Chris Moriarty in a clipped picture from her website by Gary Hodges. Check out the original for more entertaining peeling paint.
In the first place, there's a great dual-use aspect of this novel. Moriarty has given herself a big enough playground so that she can create really interesting characters and externalize their inner conflicts with all the great technology she brings to the table. AIs, brain-backups, clones, the whole cloth of science fictional appliances get dragged into the spotlight here. Moriarty is absolutely fearless in precisely the way that Philip K. Dick was fearless. Science fiction is her toolset, and she'll use the tools as she sees fit to enhance story and character. So you might be tempted to say that she's a "soft" science fiction writer --were you to make those types of distinctions -- because science seemingly takes a backseat to story and character.

But Moriarty's novel comes with seven, count 'em, seven pages of actual science non-fiction references, the type usually found in novels where character and story take a backseat to science and conceptualization. So which type of writer is she, hard or soft SF? And that's where things get fun.

Take a look over at her website to find her take on these matters and more. She's got some really interesting insights into this largely false division between "hard" and "soft" science fiction. She's got a few great essays that will have you heading for your bookstore to pick up 'Spin State', hopefully in a state less worn that the first edition I found. Spot the "chickpunk" author you think I would think she should add to her quite excellent and exhaustive list. Benefit from her writing advice, which can be summed up as "Write." Thrill to the mention of her forthcoming sequel to 'Spin State', 'Spin Control'. But mostly, prepare to shell out the money for her novel, because her intelligence and wit are quite obvious. She's clearly a smart and engaging author. And she makes one hell of an argument for buying beat-up and battered books. Because, as finicky as I am about books, in the end, it's the content that matters. It's easy to get yourself in a state about the condition of a book's spine. But it's much smarter to simply get yourself into 'Spin State', and once you achieve it, expect hard science fact to intervene. Get ready for a visit from the law of inertia. If you're a body at rest --reading Moriarty's novel -- you're likely to remain that way.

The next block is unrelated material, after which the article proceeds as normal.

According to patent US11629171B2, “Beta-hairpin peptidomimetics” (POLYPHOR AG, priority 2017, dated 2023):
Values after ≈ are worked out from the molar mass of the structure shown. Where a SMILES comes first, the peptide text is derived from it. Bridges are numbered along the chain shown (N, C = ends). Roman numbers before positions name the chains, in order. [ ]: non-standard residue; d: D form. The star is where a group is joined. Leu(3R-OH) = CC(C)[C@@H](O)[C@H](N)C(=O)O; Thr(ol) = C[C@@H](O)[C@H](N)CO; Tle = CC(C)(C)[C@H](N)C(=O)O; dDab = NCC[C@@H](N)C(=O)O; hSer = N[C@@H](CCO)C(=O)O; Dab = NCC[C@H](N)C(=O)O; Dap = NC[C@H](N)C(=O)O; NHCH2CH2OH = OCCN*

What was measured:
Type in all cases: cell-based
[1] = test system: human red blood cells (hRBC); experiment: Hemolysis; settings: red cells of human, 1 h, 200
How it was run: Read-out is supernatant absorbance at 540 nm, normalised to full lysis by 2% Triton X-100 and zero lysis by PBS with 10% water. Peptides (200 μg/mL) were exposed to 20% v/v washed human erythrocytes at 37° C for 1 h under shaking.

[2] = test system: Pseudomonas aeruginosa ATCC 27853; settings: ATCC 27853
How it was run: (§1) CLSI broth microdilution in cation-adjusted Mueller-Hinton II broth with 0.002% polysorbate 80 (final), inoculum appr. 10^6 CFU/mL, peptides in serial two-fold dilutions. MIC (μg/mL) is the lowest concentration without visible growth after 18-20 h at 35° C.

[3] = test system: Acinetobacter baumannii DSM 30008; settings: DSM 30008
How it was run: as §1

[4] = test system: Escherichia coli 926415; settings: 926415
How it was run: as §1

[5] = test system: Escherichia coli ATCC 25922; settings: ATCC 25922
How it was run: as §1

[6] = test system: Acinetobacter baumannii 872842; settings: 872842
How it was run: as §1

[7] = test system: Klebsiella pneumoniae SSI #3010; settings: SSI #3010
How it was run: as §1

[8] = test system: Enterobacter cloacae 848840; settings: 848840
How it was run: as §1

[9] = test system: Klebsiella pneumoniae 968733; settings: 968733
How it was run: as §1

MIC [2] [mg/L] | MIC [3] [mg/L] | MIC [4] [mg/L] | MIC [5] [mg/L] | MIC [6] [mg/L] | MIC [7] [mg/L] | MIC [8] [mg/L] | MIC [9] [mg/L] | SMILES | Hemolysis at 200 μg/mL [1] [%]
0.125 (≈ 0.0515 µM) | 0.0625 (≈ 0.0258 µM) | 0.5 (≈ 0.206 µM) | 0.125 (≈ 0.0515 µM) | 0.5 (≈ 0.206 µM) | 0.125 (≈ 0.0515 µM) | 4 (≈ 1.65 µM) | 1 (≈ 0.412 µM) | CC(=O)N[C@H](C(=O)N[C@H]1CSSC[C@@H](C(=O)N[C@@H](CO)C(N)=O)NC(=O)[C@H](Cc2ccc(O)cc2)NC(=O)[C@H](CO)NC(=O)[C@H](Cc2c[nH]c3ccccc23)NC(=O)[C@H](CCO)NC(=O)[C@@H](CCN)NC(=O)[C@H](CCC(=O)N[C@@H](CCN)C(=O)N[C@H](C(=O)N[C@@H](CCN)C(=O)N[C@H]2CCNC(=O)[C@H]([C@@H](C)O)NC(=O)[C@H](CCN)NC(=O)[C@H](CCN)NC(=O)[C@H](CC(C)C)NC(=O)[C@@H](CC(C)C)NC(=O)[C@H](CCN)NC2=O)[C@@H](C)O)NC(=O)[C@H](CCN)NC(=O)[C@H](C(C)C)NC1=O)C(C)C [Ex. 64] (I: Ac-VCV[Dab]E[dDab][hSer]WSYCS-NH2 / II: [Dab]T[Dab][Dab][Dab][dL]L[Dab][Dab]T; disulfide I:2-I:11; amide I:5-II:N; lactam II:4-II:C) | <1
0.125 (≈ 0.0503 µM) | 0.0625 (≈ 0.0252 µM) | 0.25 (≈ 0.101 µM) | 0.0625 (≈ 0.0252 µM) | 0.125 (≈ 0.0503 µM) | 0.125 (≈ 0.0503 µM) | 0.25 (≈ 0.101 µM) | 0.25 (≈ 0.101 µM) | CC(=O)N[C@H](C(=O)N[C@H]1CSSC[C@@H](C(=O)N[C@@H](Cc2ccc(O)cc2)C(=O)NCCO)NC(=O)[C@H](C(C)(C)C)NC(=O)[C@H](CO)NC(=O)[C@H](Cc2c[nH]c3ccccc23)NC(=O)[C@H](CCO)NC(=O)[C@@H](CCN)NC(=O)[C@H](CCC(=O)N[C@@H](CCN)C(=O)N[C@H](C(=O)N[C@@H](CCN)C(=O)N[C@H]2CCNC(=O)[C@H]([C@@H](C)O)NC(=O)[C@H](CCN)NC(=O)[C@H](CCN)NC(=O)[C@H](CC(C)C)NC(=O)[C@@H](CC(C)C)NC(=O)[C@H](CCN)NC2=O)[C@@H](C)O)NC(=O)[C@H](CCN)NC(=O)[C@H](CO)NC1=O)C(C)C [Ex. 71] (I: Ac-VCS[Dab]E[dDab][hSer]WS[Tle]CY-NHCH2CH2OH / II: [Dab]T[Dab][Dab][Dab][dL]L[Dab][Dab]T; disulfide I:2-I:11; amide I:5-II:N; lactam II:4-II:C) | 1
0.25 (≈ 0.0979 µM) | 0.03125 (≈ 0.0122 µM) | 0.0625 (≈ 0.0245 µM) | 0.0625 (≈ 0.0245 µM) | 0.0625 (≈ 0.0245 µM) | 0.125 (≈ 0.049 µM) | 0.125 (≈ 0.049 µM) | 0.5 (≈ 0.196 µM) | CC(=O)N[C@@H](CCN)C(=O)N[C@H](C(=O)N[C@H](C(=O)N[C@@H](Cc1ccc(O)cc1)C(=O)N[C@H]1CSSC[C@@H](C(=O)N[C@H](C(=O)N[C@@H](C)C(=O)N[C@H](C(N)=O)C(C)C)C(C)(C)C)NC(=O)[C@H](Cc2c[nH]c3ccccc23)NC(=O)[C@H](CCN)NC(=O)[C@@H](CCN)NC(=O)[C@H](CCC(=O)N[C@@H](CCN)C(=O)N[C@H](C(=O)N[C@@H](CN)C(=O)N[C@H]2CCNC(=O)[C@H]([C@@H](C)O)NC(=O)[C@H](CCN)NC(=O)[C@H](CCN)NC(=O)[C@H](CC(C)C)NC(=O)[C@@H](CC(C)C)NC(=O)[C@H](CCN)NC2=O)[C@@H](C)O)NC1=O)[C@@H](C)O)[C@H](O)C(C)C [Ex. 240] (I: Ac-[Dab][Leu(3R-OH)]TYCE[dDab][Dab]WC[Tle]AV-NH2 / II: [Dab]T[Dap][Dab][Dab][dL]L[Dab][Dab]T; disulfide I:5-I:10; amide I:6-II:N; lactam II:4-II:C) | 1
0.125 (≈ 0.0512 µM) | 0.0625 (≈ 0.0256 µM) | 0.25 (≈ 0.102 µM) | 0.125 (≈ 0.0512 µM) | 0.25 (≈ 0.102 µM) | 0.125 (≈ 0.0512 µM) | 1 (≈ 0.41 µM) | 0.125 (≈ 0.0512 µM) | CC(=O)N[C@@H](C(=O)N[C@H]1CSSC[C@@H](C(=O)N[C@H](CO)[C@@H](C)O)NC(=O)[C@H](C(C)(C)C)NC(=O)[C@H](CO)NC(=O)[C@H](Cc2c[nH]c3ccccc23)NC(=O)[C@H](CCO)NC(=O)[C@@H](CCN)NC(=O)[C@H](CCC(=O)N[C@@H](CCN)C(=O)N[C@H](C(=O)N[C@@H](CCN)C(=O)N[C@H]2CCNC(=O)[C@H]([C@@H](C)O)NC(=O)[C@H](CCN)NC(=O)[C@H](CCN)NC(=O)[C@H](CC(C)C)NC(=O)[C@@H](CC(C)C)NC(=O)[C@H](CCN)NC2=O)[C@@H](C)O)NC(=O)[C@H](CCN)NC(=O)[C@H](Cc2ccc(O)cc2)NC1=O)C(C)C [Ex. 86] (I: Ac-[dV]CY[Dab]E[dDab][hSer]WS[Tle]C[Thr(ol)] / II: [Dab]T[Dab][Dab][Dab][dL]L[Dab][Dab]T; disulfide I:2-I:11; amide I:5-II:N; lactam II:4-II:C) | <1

01-06-04: Andre Norton and Lyn McConchie 'The Duke's Ballad'; Peter Watts 'Behemoth: Seppuku'

The Great Indoctrinator

Stories for boys -- and girls and adults.
Some authors are inescapable. Few science fiction readers have entered the genre without encountering the work of Andre Norton, aka Alice Mary Norton. So when I saw her latest book, 'The Duke's Ballad' (Tor Books / Tom Doherty Associates ; January 15, 2005 ; $24.95), the name just hit me like a ton of bricks. For a few moments, I was twelve years old and rummaging through a little bookstore in Covina, California, exploring the strange world of "science fiction".

At that age, I found the book covers and the books themselves pretty scary, and in some cases, deeply disturbing. Norton, who at that time already commanded a huge section of the shelf, was unavoidable, unmissable. And so it was some mumble-mumble years ago that I first encountered 'Witch World'.